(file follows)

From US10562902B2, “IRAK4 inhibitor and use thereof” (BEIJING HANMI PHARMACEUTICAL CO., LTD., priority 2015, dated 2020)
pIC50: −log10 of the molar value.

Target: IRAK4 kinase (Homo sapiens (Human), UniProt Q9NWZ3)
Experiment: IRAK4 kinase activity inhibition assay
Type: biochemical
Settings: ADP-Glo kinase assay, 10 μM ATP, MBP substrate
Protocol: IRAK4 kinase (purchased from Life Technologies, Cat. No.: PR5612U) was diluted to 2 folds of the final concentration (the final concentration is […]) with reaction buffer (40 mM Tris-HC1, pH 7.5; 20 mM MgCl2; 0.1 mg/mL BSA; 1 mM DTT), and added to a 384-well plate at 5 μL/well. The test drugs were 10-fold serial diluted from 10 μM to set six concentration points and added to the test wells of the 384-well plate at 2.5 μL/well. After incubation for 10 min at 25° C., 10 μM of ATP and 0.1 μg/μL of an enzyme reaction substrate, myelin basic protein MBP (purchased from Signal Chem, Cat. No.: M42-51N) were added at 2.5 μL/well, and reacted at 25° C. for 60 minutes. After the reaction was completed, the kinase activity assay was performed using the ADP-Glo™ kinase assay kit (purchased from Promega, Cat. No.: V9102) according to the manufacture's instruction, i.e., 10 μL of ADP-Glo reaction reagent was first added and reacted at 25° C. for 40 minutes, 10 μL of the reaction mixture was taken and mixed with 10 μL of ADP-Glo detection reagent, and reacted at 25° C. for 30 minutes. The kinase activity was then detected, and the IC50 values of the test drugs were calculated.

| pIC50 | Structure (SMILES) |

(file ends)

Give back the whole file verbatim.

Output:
From US10562902B2, “IRAK4 inhibitor and use thereof” (BEIJING HANMI PHARMACEUTICAL CO., LTD., priority 2015, dated 2020)
pIC50: −log10 of the molar value.

Target: IRAK4 kinase (Homo sapiens (Human), UniProt Q9NWZ3)
Experiment: IRAK4 kinase activity inhibition assay
Type: biochemical
Settings: ADP-Glo kinase assay, 10 μM ATP, MBP substrate
Protocol: IRAK4 kinase (purchased from Life Technologies, Cat. No.: PR5612U) was diluted to 2 folds of the final concentration (the final concentration is […]) with reaction buffer (40 mM Tris-HC1, pH 7.5; 20 mM MgCl2; 0.1 mg/mL BSA; 1 mM DTT), and added to a 384-well plate at 5 μL/well. The test drugs were 10-fold serial diluted from 10 μM to set six concentration points and added to the test wells of the 384-well plate at 2.5 μL/well. After incubation for 10 min at 25° C., 10 μM of ATP and 0.1 μg/μL of an enzyme reaction substrate, myelin basic protein MBP (purchased from Signal Chem, Cat. No.: M42-51N) were added at 2.5 μL/well, and reacted at 25° C. for 60 minutes. After the reaction was completed, the kinase activity assay was performed using the ADP-Glo™ kinase assay kit (purchased from Promega, Cat. No.: V9102) according to the manufacture's instruction, i.e., 10 μL of ADP-Glo reaction reagent was first added and reacted at 25° C. for 40 minutes, 10 μL of the reaction mixture was taken and mixed with 10 μL of ADP-Glo detection reagent, and reacted at 25° C. for 30 minutes. The kinase activity was then detected, and the IC50 values of the test drugs were calculated.

| pIC50 | Structure (SMILES) |